Faraday’s Notebooks Inscribed on the Memory of the World Register

Michael Faraday notebooks

Image: Wikimedia Commons

Michael Faraday is a household name to those in the science, but the breadth and depth of his pioneering work is sometimes overlooked in lieu of modern day developments. In an effort to preserve and highlight the enormous impact of Faraday’s work, the UNESCO has announced that the pillar of electrochemistry’s notebooks (held by the Royal Institution) have been added to the UK Memory of the World Register.

The Memory of the World Register was established in 1992 and is a catalogue of the world’s most prized documentary and audiovisual heritage. Faraday’s notebooks will join the ranks of documents such as the Magna Carta and the Death Warrant of King Charles I.

The significance of notebooks lies in Faraday’s documentation and development of some of the most important physical and chemical discoveries of the 19th century. Many have referred to Faraday as one of the greatest experimentalists ever, especially due to his work on electricity that found expression in day-to-day technology. His work on electromagnetic rotations and induction transformed electrical devices as we know them, opening the door for the development of motors, transformers, and generators.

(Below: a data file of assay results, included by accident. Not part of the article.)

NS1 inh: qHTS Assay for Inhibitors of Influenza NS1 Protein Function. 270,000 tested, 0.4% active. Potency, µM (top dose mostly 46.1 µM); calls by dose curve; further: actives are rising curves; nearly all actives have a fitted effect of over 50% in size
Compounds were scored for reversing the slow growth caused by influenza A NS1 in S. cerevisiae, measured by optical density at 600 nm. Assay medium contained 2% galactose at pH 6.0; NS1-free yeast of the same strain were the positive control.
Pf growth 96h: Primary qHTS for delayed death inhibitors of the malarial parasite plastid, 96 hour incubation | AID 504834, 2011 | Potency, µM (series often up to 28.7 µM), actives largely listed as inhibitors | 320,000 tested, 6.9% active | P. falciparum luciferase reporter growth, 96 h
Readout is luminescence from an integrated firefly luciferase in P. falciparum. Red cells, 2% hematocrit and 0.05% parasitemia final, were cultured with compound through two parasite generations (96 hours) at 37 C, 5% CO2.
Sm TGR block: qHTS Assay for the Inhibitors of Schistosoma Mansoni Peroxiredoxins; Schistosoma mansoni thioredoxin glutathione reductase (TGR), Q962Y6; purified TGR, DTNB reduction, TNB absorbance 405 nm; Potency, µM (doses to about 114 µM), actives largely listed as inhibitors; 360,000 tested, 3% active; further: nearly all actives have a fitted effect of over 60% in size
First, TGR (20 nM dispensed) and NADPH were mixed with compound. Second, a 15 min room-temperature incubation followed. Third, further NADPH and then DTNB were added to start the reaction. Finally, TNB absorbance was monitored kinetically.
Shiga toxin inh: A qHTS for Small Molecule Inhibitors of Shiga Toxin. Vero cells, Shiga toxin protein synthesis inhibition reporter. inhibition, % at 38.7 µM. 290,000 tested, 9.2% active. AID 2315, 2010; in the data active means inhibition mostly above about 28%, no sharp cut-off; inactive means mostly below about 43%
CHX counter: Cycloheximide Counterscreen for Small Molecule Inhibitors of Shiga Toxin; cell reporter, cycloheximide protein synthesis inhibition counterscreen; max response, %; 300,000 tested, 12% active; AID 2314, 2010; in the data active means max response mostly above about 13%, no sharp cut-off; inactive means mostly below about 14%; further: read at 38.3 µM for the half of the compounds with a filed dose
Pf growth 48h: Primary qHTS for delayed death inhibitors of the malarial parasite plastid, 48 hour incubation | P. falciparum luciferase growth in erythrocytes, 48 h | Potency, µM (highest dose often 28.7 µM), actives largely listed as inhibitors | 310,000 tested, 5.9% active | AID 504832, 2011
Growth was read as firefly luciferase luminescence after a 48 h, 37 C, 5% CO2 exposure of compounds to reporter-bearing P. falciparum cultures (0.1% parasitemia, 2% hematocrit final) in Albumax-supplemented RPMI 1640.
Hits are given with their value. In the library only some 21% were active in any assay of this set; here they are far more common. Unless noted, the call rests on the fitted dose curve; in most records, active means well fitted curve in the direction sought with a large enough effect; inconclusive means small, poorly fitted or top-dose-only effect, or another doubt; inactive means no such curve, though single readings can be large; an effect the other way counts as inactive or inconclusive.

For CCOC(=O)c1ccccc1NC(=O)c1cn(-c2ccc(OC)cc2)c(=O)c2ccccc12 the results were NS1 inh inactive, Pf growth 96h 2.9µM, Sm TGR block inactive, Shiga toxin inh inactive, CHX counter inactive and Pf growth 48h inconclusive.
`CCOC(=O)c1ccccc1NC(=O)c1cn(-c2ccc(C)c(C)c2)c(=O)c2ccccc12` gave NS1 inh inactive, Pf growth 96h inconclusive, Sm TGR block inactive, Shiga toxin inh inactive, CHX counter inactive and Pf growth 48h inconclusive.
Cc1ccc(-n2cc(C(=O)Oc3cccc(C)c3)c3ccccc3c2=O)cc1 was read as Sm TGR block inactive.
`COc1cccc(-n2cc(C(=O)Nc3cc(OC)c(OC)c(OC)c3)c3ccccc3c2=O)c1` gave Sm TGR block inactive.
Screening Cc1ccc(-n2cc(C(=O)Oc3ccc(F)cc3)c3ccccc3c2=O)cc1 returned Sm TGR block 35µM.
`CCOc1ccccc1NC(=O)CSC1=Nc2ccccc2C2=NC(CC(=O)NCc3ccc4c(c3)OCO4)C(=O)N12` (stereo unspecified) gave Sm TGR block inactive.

“I am delighted that Michael Faraday’s laboratory notebooks have received this UNESCO recognition,” says Frank James, professor of the History of Science at the Royal Institution. “They contain the origins of now familiar technology such as the electric motor and generator. Furthermore, in his formulation of the field theory of electro-magnetism, Faraday provided the theoretical foundation of modern communications technology, illustrating the value and legacy of his non-material understanding of the world.”

Not only was Faraday an expert scientist, he was also a prominent science communicator, wishing to disseminate his work to as broad an audience as possible (we think he would have liked our Free the Science initiative). Knowing that, it’s quite fitting that his work ended up where all the world could see.


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